jan11 - Independence
This year one of my goals is to teach more life skills to my kids. I am reading a book right now about teaching my kids to work and it really had some things in it that really stuck with me. The point of parenting is to prepare my kids for adulthood. To be capable, able adults. If I am not teaching them things, then I am giving them MORE problems in the future. Yes it can be more work. But is it worth it. Yes.

So this year one of the skills I am going to teach is cooking. Each week they will each help cook one meal. They can pick whatever they want to make but it can’t be cheeseburgers every week for Alden and chicken nuggets every week for Lucy. They have to try new things. Alden will be Tuesdays and Lucy will be Wednesdays.

Alden’s was last night. He picked stuffed manicotti and garlic toast with fresh veggies. We worked together and he was totally excited. He first wanted stuffed shells but I didn’t have shells so I showed him manicotti and how it was the same just a different shape. And he said great. The best part is, he totally ate it and so did Lucy.

After I was thinking, maybe the way I have gone about trying to get my kids to eat has been all wrong. If they are more involved with the picking and making perhaps they’ll be more involved in the eating too.


19 thoughts on “Independence

  1. I love it! I remember when I was growing up that I was always allowed to help in the kitchen and I learned a lot from no one saying no. Hunter is at the age where he is really into helping and being involoved; sometimes it makes it harder, but I think it is so important to always say yes to helping hands. I think that it is really important to encourage children to be involved and independent. I also think that helping in the kitchen encourages eating habits too!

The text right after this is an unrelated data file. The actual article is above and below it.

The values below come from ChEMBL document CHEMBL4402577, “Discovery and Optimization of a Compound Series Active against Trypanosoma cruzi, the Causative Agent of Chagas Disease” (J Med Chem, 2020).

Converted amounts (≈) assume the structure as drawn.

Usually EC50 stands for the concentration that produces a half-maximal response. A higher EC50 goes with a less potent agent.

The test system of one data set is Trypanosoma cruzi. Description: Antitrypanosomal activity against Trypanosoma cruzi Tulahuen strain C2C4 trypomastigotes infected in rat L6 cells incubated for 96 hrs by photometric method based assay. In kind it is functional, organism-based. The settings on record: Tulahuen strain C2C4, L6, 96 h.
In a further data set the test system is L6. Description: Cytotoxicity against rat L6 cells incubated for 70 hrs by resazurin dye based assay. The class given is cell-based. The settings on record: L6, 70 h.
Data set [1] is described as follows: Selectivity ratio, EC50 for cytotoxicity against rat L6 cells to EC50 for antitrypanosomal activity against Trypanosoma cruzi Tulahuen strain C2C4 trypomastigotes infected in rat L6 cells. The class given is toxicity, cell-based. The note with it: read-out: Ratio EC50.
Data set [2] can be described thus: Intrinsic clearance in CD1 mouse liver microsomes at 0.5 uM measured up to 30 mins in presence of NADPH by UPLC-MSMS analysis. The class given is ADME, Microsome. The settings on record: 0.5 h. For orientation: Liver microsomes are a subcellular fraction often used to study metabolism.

2. it’s all true more work, but potential results. Everytime we have spaghetti Sadie still ‘helps’ and throws a noodle at the fridge to see if its done. good for you.

  3. Great idea!!!!! I had Hailey sitting on the counter beside me ‘helping’ as I made homemade pizza (aka-eating the cheese)the other day. She dropped her cup on the floor and as I bent to pick it up she grabbed a huge handful of cheese and threw it all over me, the floor and the counter. Guess I should wait till she is a bit older 😉

  4. What a great idea! My mom tried this with us, and it backfired on me. I refused to participate. (I was a little rebel.)

    Had I been younger when she started and this was just part of the routine, it would have been so great. I didn’t learn anything till I was depending on myself to eat 🙂

    Glad to see you’re doing it so young!

    great idea

  5. Love love that! I try to get Isaiah involved a bit and he helps Matt make eggs quite often. I think the way you’re doing it so so fantastic. Can you facebook me what book it is? Is it a Linda Eyre book?

  6. This is a very cultural thing… I was never allowed in the kitchen. You don’t mess with an Italian mama’s kitchen! And now my kids are not allowed in my kitchen. Sooo, ya. I am not down with teaching the kids independence in the kitchen. They clean and make beds and fold laundry and set tables, etc. That is enough, for now… ha haa

  7. I love this idea! I think you are such a fabulous Mother Rhonda! I truly want to be like you when I have kids. Tell Alden his meal looks delicious!! Its making my mouth water just looking at it haha

  8. My comment to yours in the last paragraph – I think you’re right! Have fun creating these meals together! I’m sure the kids and you will enjoy the time spent together and you are very smart for encouraging independence so early. You are a good mama 🙂

  9. I think I read the book you are referring to. If I’m right, it totally changed the way I view parenting. Such a good book.

    Looks like a yummy supper!

  10. So smart – I may have to start doing this as S gets a little older. And I have actually read that one way to combat picky eating is to involve your kid(s) in the selection and cooking process, so WAY TO GO, mama! 🙂

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